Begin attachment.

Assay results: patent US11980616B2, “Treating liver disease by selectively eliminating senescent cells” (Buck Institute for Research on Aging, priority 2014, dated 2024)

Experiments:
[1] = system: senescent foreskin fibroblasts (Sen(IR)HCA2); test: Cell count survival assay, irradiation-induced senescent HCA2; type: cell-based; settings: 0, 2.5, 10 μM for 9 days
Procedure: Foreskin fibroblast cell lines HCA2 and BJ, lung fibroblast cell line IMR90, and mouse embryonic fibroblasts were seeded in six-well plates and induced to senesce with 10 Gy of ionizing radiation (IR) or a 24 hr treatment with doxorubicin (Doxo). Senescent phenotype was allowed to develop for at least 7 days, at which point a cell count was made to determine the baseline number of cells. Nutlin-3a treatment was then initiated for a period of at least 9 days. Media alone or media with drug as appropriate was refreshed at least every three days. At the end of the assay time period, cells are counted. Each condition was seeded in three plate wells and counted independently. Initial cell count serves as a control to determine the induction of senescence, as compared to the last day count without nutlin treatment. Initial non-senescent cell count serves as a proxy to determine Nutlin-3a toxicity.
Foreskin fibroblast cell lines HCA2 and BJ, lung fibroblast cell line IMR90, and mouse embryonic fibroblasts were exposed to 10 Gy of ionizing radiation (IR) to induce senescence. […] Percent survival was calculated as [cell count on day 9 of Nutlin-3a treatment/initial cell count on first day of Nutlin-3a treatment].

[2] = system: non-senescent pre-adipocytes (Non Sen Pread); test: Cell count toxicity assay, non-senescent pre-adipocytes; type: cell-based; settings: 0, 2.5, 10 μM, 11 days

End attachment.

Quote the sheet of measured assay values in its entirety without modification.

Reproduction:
Assay results: patent US11980616B2, “Treating liver disease by selectively eliminating senescent cells” (Buck Institute for Research on Aging, priority 2014, dated 2024)

Experiments:
[1] = system: senescent foreskin fibroblasts (Sen(IR)HCA2); test: Cell count survival assay, irradiation-induced senescent HCA2; type: cell-based; settings: 0, 2.5, 10 μM for 9 days
Procedure: Foreskin fibroblast cell lines HCA2 and BJ, lung fibroblast cell line IMR90, and mouse embryonic fibroblasts were seeded in six-well plates and induced to senesce with 10 Gy of ionizing radiation (IR) or a 24 hr treatment with doxorubicin (Doxo). Senescent phenotype was allowed to develop for at least 7 days, at which point a cell count was made to determine the baseline number of cells. Nutlin-3a treatment was then initiated for a period of at least 9 days. Media alone or media with drug as appropriate was refreshed at least every three days. At the end of the assay time period, cells are counted. Each condition was seeded in three plate wells and counted independently. Initial cell count serves as a control to determine the induction of senescence, as compared to the last day count without nutlin treatment. Initial non-senescent cell count serves as a proxy to determine Nutlin-3a toxicity.
Foreskin fibroblast cell lines HCA2 and BJ, lung fibroblast cell line IMR90, and mouse embryonic fibroblasts were exposed to 10 Gy of ionizing radiation (IR) to induce senescence. […] Percent survival was calculated as [cell count on day 9 of Nutlin-3a treatment/initial cell count on first day of Nutlin-3a treatment].

[2] = system: non-senescent pre-adipocytes (Non Sen Pread); test: Cell count toxicity assay, non-senescent pre-adipocytes; type: cell-based; settings: 0, 2.5, 10 μM, 11 days